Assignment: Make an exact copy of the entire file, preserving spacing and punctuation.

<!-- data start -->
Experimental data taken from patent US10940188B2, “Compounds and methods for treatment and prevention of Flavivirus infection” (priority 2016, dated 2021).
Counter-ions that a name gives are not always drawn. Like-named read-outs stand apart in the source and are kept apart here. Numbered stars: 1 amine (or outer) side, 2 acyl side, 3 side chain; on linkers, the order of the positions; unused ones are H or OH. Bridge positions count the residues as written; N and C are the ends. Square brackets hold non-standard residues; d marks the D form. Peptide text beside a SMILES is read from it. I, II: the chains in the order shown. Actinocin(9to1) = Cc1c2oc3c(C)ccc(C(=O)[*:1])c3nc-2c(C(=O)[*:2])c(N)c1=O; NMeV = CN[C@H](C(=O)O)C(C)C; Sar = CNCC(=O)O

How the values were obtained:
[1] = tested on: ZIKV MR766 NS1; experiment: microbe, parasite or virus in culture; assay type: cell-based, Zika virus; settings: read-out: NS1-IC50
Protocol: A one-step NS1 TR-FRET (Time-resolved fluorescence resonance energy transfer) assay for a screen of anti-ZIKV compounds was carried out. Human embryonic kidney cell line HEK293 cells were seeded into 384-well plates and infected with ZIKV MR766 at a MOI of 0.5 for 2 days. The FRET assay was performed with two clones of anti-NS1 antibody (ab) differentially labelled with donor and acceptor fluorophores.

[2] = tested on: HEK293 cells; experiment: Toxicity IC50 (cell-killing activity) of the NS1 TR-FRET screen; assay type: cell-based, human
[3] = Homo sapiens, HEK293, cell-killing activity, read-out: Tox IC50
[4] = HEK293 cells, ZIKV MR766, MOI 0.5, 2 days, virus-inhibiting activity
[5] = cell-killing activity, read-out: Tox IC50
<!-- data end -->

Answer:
Experimental data taken from patent US10940188B2, “Compounds and methods for treatment and prevention of Flavivirus infection” (priority 2016, dated 2021).
Counter-ions that a name gives are not always drawn. Like-named read-outs stand apart in the source and are kept apart here. Numbered stars: 1 amine (or outer) side, 2 acyl side, 3 side chain; on linkers, the order of the positions; unused ones are H or OH. Bridge positions count the residues as written; N and C are the ends. Square brackets hold non-standard residues; d marks the D form. Peptide text beside a SMILES is read from it. I, II: the chains in the order shown. Actinocin(9to1) = Cc1c2oc3c(C)ccc(C(=O)[*:1])c3nc-2c(C(=O)[*:2])c(N)c1=O; NMeV = CN[C@H](C(=O)O)C(C)C; Sar = CNCC(=O)O

How the values were obtained:
[1] = tested on: ZIKV MR766 NS1; experiment: microbe, parasite or virus in culture; assay type: cell-based, Zika virus; settings: read-out: NS1-IC50
Protocol: A one-step NS1 TR-FRET (Time-resolved fluorescence resonance energy transfer) assay for a screen of anti-ZIKV compounds was carried out. Human embryonic kidney cell line HEK293 cells were seeded into 384-well plates and infected with ZIKV MR766 at a MOI of 0.5 for 2 days. The FRET assay was performed with two clones of anti-NS1 antibody (ab) differentially labelled with donor and acceptor fluorophores.

[2] = tested on: HEK293 cells; experiment: Toxicity IC50 (cell-killing activity) of the NS1 TR-FRET screen; assay type: cell-based, human
[3] = Homo sapiens, HEK293, cell-killing activity, read-out: Tox IC50
[4] = HEK293 cells, ZIKV MR766, MOI 0.5, 2 days, virus-inhibiting activity
[5] = cell-killing activity, read-out: Tox IC50